reining yourself in because why ruin a good thing? why make it weird? and then you say goodbye, with a hug, with a snarky remark and head home. you climb into bed and imagine them with you. you think about how their hair falls in their face, about how they breathe when they sleep. you think about them waking up and nudging you into consciousness with soft kisses down your torso. you sit in bed and think of all the ways you could make their soul dance. how you know their quirks and it all feels so right, but why? why is this happening? why can’t you just be content with what you have now? except even now you have to control the urge to kiss them, even though it is in your nature, even just on the cheek, because what if it breaks the relationship apart at the seams? you may not even mean it sexually or romantically, but what if? and there’s always the chance they have felt this way too. but it’s only a chance. and why risk it? so you lay there in bed and twist the sheets around your legs and text them back about another person they have feelings toward and coax them into something healthy. you put their happiness before your own. you watch as they stumble and help them rise mightily. you gush over them and try to snuff out the selfishness that builds whenever you see them with someone else. it wouldn’t be fair to them to impose your own wants on them and take away a good friendship. it isn’t always about you. and yet here you are, writing this. writing this and thinking of someone specific the entire time.
Taylor Rhodes
Have you ever been to the beach and wanted to feed the seagulls? The problem is you tear off a little crust from your sandwich and toss it to one and ten more show up. Toss a little more and a flock descends. You start to wonder: if I run out of bread, will I become the meal?Turkeys are different. They startle easily and run for the barn. In the wild, they run for the hills. Of course, they’re very tasty. Benjamin Franklin thought them majestic enough to be an emblem for our country. I’m sorry, but Thanksgiving would be downright depressing. There’s our national symbol lying stuffed and roasted and ready to carve up for hungry guests. And then we have the eagles. Our forefathers were trained in the Bible. […]They would have known Isaiah 40:31. Those who wait upon the Lord will gain new strength; they will mount up with wings like eagles, they will run and not get tired, they will walk and not become weary. They were making war on the greatest power in the world of the time; the world was watching them. What could this band of commoners do? What troubles me about our country today is how many seagulls there are, scrambling for more. Remember the movie Finding Nemo? Mine, mine, mine! And we sure have a lot of gutless turkeys running for the barn whenever hard decisions have to be made; like how to keep our country solvent so our children won’t be in soup lines… Where are the eagles? That’s what I want to know. Please, God, we need us some eagles!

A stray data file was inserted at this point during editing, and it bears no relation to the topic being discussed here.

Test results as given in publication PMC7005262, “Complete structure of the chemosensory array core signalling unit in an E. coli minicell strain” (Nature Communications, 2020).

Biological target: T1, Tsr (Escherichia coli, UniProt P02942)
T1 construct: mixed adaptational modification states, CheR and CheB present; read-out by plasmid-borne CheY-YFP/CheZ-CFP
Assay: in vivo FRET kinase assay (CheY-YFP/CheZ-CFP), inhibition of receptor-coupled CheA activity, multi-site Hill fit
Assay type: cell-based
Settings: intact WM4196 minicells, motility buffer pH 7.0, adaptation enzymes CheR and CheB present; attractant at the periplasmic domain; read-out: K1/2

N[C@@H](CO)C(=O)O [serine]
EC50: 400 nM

Francine Rivers
25. Whenever two human beings spend time together, sooner or later they will probably irritate one another. This is true of best friends, married couples, parents and children, or teachers and students. The question is: How do they respond when friction occurs? There are four basic ways they can react:• They can internalize the anger and send it downward into a memory bank that never forgets. This creates great pressure within and can even result in disease and other problems.• They can pout and be rude without discussing the issues. This further irritates the other person and leaves him or her to draw his or her own conclusions about what the problem may be.• They can blow up and try to hurt the other person. This causes the death of friendships, marriages, homes and businesses.• Or they can talk to one another about their feelings, being very careful not to attack the dignity and worth of the other person. This approach often leads to permanent and healthy relationships.'s Guide to a Meaningful Future
James C. Dobson
Oh I could be out, rollicking in the ripeness of my flesh and others’, could be drinking things and eating things and rubbing mine against theirs, speculating about this person or that, waving, indicating hello with a sudden upward jutting of my chin, sitting in the backseat of someone else’s car, bumping up and down the San Francisco hills, south of Market, seeing people attacking their instruments, afterward stopping at a bodega, parking, carrying the bottles in a paper bag, the glass clinking, all our faces bright, glowing under streetlamps, down the sidewalk to this or that apartment party, hi, hi, putting the bottles in the fridge, removing one for now, hating the apartment, checking the view, sitting on the arm of a couch and being told not to and then waiting for the bathroom, staring idly at that ubiquitous Ansel Adams print, Yosemite, talking to a short-haired girl while waiting in the hallway, talking about teeth, no reason really, the train of thought unclear, asking to see her fillings, no, really, I’ll show you mine first, ha ha, then no, you go ahead, I’ll go after you, then, after using the bathroom she is still there, still in the hallway, she was waiting not just for the bathroom but for me and so eventually we’ll go home together, her apartment, where she lives alone, in a wide, immaculate railroad type place, newly painted, decorated with her mother, then sleeping in her oversized, oversoft white bed, eating breakfast in her light-filled nook, then maybe to the beach for a few hours with the Sunday paper, then wandering home whenever, never-Fuck. We don't even have a baby-sitter.
Dave Eggers